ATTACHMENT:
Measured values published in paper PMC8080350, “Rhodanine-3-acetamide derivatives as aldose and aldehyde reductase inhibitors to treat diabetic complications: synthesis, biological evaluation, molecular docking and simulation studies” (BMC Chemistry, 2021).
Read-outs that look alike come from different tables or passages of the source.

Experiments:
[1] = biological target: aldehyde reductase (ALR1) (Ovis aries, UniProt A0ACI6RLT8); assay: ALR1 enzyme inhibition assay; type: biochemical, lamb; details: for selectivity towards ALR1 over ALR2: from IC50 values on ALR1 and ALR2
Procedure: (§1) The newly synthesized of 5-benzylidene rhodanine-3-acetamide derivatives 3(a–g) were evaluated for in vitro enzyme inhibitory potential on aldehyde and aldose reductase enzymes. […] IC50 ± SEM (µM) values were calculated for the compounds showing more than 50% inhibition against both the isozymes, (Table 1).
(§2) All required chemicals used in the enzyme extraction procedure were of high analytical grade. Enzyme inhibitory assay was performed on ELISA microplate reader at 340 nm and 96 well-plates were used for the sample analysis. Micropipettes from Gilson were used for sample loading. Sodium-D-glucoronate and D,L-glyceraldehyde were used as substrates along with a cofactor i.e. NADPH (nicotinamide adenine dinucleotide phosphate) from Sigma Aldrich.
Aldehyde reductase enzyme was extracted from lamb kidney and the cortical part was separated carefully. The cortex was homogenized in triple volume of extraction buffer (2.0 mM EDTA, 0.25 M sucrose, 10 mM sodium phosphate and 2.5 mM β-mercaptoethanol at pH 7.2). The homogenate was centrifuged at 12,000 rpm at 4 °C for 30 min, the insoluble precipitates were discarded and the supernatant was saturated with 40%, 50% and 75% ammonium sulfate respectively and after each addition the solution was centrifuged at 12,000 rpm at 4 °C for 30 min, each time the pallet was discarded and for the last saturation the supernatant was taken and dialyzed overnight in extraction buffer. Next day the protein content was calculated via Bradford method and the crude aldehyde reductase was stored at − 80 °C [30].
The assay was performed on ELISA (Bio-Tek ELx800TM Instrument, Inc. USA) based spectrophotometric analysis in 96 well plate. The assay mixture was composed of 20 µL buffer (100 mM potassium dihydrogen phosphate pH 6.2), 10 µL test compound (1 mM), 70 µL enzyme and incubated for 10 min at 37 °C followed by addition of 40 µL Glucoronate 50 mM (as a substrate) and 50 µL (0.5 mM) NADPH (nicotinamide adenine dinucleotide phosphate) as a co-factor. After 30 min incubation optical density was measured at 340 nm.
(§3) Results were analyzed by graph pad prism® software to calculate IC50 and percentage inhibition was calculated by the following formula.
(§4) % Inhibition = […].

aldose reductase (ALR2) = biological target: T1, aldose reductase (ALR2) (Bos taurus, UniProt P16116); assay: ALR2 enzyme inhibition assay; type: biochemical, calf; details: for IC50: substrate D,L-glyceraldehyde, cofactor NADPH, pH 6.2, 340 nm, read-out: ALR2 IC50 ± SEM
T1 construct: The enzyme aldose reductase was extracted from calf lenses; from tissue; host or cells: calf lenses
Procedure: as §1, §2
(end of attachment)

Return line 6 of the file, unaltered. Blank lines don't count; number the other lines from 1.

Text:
(§2) All required chemicals used in the enzyme extraction procedure were of high analytical grade. Enzyme inhibitory assay was performed on ELISA microplate reader at 340 nm and 96 well-plates were used for the sample analysis. Micropipettes from Gilson were used for sample loading. Sodium-D-glucoronate and D,L-glyceraldehyde were used as substrates along with a cofactor i.e. NADPH (nicotinamide adenine dinucleotide phosphate) from Sigma Aldrich.